Sex Offender Registry Websites
The National Sex Offender Public Website—coordinated by the Department of Justice—enables every citizen to search the latest information from all 50 states, the District of Columbia, Puerto Rico, Guam, and numerous Indian tribes for the identity and location of known sex offenders.
To run a search: Enter the site, select the “I agree” button under Conditions of Use, fill out the Search form, and select “Search.”
You can also search registry websites maintained by individual jurisdictions by following the links below. Note: the information contained in the national registry and the state and tribal registries is identical; the national registry simply enables a search across multiple jurisdictions.
- Osage Nation
- Otoe-Missouria Tribe
- Ottawa Tribe of Oklahoma
- Pascua Yaqui Tribe
- Peoria Tribe of Indians of Oklahoma
- Poarch Band of Creek Indians
- Port Gamble S’Klallam Tribe
- Prairie Band Potawatomi Nation
- Pueblo of San Ildefonso
- Pueblo of Acoma
- Pueblo of Cochiti
- Pueblo of Isleta
- Pueblo of Jemez
- Pueblo of Laguna
- Pueblo of Santa Ana
- Pueblo of Santa Clara
- Pueblo of Taos
- Pueblo of Zuni
- Pyramid Lake Paiute Tribe of Nevada
- Quapaw Tribe of Oklahoma
- Quinault Indian Nation
- Red Lake Band of Chippewa Indians
- Reno-Sparks Indian Colony
- Rosebud Sioux Tribe
- Sac and Fox Nation of Oklahoma
- Sac and Fox Tribe of the Mississippi in Iowa (Meskwaki Nation)
- Saginaw Chippewa Indian Tribe of Michigan
- Saint Regis Mohawk Tribe
- Salt River Pima-Maricopa Indian Community
- San Carlos Apache Tribe
- Santee Sioux Nation
- Sault Sainte Marie Tribe of Chippewa Indians of Michigan
- Seminole Indian Tribe
- Seminole Nation of Oklahoma
- Seneca-Cayuga Tribe of Oklahoma
- Shoalwater Bay Indian Tribe
- Shoshone-Bannock Tribes
- Shoshone-Paiute Tribes (in Idaho)
- Shoshone-Paiute Tribes (in Nevada)
- Sisseton Wahpeton Oyate
- Skokomish Indian Tribe
- Snoqualmie Indian Tribe
- Southern Ute Indian Tribe
- Spirit Lake Tribe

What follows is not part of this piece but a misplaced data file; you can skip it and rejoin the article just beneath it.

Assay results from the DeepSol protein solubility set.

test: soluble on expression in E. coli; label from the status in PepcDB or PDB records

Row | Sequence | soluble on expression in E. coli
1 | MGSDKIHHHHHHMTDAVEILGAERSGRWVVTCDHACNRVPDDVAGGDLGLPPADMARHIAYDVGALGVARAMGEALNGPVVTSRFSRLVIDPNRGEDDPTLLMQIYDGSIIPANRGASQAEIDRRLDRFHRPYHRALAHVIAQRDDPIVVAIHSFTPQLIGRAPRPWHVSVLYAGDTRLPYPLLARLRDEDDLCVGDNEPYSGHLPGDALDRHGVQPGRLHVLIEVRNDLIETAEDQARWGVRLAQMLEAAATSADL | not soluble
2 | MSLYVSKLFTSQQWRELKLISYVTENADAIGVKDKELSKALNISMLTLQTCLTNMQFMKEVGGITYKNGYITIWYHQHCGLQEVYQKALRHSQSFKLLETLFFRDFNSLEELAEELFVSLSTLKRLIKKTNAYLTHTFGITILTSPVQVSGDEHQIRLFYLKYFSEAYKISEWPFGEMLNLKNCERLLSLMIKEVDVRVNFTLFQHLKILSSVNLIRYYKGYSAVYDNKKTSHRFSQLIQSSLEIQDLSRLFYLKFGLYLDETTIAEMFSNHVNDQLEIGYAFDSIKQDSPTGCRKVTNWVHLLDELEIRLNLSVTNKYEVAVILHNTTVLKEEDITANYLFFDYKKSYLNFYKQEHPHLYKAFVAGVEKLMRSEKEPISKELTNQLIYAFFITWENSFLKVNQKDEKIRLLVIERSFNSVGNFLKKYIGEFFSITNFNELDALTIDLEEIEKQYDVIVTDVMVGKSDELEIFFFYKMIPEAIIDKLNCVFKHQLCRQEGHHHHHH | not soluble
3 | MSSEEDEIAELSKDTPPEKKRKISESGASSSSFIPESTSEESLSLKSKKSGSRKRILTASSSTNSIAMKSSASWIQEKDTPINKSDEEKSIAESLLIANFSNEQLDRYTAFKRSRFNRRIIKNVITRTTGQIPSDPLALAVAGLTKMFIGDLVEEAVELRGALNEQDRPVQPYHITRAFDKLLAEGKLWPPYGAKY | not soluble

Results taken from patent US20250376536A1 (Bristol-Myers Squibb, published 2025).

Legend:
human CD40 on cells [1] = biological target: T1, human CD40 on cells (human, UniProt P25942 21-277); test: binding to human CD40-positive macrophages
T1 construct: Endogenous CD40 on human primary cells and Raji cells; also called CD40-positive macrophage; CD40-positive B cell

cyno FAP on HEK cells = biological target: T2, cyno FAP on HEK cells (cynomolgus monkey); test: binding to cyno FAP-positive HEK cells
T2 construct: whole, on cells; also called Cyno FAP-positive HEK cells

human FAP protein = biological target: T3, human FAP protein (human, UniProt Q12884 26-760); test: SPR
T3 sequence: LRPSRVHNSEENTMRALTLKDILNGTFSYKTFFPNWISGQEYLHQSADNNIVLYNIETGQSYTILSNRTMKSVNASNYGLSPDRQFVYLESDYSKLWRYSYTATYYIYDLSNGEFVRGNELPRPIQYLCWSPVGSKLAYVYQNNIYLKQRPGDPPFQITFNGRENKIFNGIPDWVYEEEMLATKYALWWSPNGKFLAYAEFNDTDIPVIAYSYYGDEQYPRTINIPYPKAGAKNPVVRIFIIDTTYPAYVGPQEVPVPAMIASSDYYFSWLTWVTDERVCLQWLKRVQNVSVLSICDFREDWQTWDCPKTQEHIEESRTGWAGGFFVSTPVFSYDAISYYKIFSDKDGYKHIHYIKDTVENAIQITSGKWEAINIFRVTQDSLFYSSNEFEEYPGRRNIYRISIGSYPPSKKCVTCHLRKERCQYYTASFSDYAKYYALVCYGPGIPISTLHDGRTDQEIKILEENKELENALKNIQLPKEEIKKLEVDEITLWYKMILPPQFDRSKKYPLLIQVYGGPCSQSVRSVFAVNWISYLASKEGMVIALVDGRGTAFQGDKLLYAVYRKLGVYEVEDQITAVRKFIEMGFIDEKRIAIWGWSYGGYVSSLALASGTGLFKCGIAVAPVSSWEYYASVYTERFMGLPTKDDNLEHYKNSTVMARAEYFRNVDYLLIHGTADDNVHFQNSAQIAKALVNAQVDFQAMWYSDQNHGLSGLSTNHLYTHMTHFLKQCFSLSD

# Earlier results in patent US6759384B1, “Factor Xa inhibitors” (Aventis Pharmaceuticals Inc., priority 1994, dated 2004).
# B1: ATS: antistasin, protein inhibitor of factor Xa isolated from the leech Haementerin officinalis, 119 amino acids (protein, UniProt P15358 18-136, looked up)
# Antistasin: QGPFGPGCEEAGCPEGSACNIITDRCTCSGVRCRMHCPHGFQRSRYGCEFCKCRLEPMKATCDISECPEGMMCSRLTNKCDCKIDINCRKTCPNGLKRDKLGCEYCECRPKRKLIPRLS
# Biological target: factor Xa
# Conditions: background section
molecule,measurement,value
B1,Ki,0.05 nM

- Spokane Tribe of Indians
- Squaxin Island Tribe
- Standing Rock Sioux Tribe
- Suquamish Tribe
- Swinomish Indian Tribal Community
- Te-Moak Tribe of Western Shoshone
- Three Affiliated Tribes
- Tohono O’odham Nation
- Tonto Apache Tribe
- Tulalip Tribes
- Turtle Mountain Band of Chippewa Indians
- United Keetoowah Band of Cherokee Indians
- Upper Skagit Indian Tribe
- Ute Indian Tribe
- Washoe Tribe of Nevada and California
- White Mountain Apache Tribe
- Winnebago Tribe of Nebraska
- Wyandotte Nation
- Yankton Sioux Tribe
- Yavapai-Apache Nation
- Yavapai-Prescott Indian Tribe
For more information: The National Sex Offender Public Website connects all U.S. state, tribal, and territory websites so that citizens can search for the identities and locations of known sex offenders. The National Sex Offender Registry is a database available only to law enforcement that is maintained by the FBI’s Criminal Justice Information Services Division. Learn more.
Background on the National Sex Offenders Registry
Our Crimes Against Children Unit at FBI Headquarters coordinated the development of the National Sex Offenders Registry (NSOR), which is currently managed by the FBI’s Criminal Justice Information Services Division.
The Pam Lychner Sexual Offender Tracking and Identification Act of 1996 (Lychner Act) required the Attorney General to establish a national database at the FBI to track the whereabouts and movements of certain convicted sex offenders under Title 42 of the United States Code Section 14072. The National Crime Information Center (NCIC) run by the FBI enables the NSOR to retain the offender’s current registered address and dates of registration, conviction, and residence.
The Lychner Act imposed two major obligations on the FBI that became effective October 3, 1997:
- To establish a national database that tracks the location and movements of each person who has been convicted of a criminal offense against a victim who is a minor, has been convicted of a sexually violent offense, or is a sexually violent predator.
- To register and verify the addresses of sex offenders who reside in states without a “minimally sufficient” sex offender registry (SOR) program. Today, all 50 states have minimally sufficient SOR programs.
Under the Act, the FBI may release relevant information to federal, state, and local criminal justice agencies for law enforcement purposes only. Public notification will only be made if it is necessary to protect the public. However, the Act specifically states that in no case shall the FBI release the identity of any victim of an offense that required registration of a sex offender.
The legislation also made it a criminal offense for a registered sex offender to move to another state and knowingly fail to notify the FBI and authorities in the new state. Notification to the FBI and state authorities must be made within 10 days upon moving to a new state and/or establishing residence following release from prison or placed on parole, supervised release, or probation. Upon release, each sex offender is notified of their lawful duty to register with the FBI and appropriate local authorities.
The Jacob Wetterling Crimes Against Children and Sexual Violent Offender Registration Program, enacted in 1994, provides a financial incentive for states to establish registration programs for persons who have been convicted of certain sex crimes.
Megan’s Law, enacted in May 1996, amended the Wetterling Program legislation to give states broad discretion to determine to whom notification should be made about offenders, under what circumstances, and about which offenders.